The beanie is knit bottom-up, has a rolled up edge and features a simple stockinette stitch pattern. A small chart of five flying geese is worked on the right front of the beanie, simply made by adding some reverse stockinette stitches (the chart is included to the pattern) to the stockinette pattern. 

Nils Holgersson is intended to be worn with a tight fit, but if you want to have a slouchier beanie, just choose the bigger size. I modeled the M-size (red) and the L-size (blue) in these pictures.

pointy top and tight fit
lightly rolled-up (slouchier style)
Greeting the geese... (massively rolled up edge)
If you want to make yourself a Nils Holgersson - beanie, just click HERE and get the pattern. It's an easy begginer's project or just a quick project in between for advanced knitters. 
I would love to see many different beanies in gorgeous colours all over the knitting-world! 

Love and happy knitting,

Thank you

Dear Reader,

my Edema Ruh - pattern recently went somewhat famous, because the great Kate Davies wrote about ten amazing knitter's projects on her blog and featured Helen's wonderful version of my pattern. I got wonderful feedback from other knitters who loved the project and liked my pattern. I am really proud and thankful for this. Thank you to all of you lovely knitters, to Helen, who made a wonderful job with her shawl and last, but not least, to Kate Davies, who spread the word. This last two weeks have been incredible comforting.

I am so proud of my baby...

Although I neglected my blog over the last few months, I didn't stop knitting and designing. I have designed a bunch of patterns, which I will publish gradually. All of these designs have one thing in common: They are all inspired by some wonderful children's/young adult books I really love. Some friends have said, my eyes always begin to sparkle, when I talk about books I admire. I think the reason for this is, that - in my opinion - there are no more wonderful sources of wisdom, happiness and comfort than in the written word. The characters you get to know while reading a book are sometimes wonderful role models, sometimes they also teach you how to don't act in a specific situation. Sometimes they inspire you, sometimes they make you feel understood and not so lonely in the world, sometimes they are beeing despised by you and teach you, how you definitely don't want to become. And these characters are - for me, in the best of books - on such wonderful, fabulous adventures, which expand the world, the mind and the spirit and are such a contrast to everybody's daily routine, that you start to think, what possibilities a life really offers apart from your daily habits. Especially children's literature is a constant well of inspiration for me.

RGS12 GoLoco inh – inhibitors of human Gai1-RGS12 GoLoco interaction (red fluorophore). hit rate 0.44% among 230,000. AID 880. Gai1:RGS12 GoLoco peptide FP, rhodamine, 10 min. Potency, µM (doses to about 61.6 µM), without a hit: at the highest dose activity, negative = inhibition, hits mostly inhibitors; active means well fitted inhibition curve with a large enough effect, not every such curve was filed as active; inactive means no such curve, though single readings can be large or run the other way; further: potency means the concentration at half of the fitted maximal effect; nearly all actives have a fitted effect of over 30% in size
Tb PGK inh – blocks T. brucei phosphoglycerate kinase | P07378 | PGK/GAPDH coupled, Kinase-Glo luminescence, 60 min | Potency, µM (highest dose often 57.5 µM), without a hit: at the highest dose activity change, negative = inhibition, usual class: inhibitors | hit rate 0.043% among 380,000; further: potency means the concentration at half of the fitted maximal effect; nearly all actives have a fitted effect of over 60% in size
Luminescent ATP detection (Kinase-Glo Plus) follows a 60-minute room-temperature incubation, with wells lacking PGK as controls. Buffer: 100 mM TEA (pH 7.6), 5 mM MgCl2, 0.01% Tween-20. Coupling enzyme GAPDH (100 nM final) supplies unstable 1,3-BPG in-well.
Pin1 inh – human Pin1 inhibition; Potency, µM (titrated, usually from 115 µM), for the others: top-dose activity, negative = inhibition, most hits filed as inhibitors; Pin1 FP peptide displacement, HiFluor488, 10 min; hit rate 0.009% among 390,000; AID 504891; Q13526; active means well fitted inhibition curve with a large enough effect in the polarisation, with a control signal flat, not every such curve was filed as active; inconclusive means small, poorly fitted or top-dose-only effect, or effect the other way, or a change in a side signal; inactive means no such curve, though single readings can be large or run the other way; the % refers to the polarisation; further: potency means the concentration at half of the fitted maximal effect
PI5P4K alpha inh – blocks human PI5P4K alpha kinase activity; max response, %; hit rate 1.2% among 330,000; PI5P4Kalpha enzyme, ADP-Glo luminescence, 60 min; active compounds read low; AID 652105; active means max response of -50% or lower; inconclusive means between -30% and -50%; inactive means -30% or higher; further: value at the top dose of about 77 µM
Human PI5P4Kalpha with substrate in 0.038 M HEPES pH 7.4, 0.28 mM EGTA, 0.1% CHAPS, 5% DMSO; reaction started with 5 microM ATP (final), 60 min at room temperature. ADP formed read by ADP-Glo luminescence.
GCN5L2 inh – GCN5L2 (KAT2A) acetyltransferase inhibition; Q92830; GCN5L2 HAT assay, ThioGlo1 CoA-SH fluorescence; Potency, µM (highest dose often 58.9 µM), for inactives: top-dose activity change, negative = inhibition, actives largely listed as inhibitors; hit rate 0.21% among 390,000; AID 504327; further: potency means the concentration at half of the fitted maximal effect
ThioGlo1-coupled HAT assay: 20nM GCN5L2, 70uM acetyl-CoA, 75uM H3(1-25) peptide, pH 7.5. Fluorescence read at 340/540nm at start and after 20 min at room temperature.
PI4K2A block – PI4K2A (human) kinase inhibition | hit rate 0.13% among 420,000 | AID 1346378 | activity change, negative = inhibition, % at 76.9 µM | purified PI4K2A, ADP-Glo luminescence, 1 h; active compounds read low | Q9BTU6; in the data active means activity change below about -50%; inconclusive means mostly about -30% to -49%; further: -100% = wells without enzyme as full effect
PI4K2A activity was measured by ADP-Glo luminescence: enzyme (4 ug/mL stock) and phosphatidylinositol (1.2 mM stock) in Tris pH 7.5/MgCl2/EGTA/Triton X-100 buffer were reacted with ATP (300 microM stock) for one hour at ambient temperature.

In my next blogpost I will tell you a little bit about the pattern I recently published on
Ravelry . It is called Nils Holgersson. ;-)

Beanies in Sizes S (yellow), M (red) and L (blue)

Lots of love and happy knitting to you all!

Wednesday, April 27, 2016

Yarnhome - do it yourself

Dear Reader,

last summer I decided to give my yarnstash a new home.
I ordered some wooden boxes. They were made of smoked wood and really beautiful, but I wanted the yarn to be "safe" from possible sootleftovers or splinters.
Because I left my former home to a new one, I decided to sacrifice my old curtains for a boxlining.

So I had four wooden boxes.... old curtains

and a stapler.

I took measurements and made myself a really odd looking template, fixed this with needles on the fabric and cut my former curtains along the edges of the template. The stapler did the rest.

It was a really fun and rewarding project and I love the outcome.
Look for yourself.

Now my yarn is stashed in four boxes, organized in different yarn-weights. 
Here is my lace- & light-fingering & fingering-weight-yarn-box.

A have one box for sport- & dk-weight-yarn, one for worsted- and aran-weight-yarn and one for bulky- & superbulky-weight-yarn.
And the boxes are perfect for piling. 

But the best of all: I brought my (from my granny inherited) curtains to my new home, used in a totally different way than before. New beginnings, new challenges, but old friends. 

Happy knitting!

Monday, April 25, 2016

Variety is the spice of life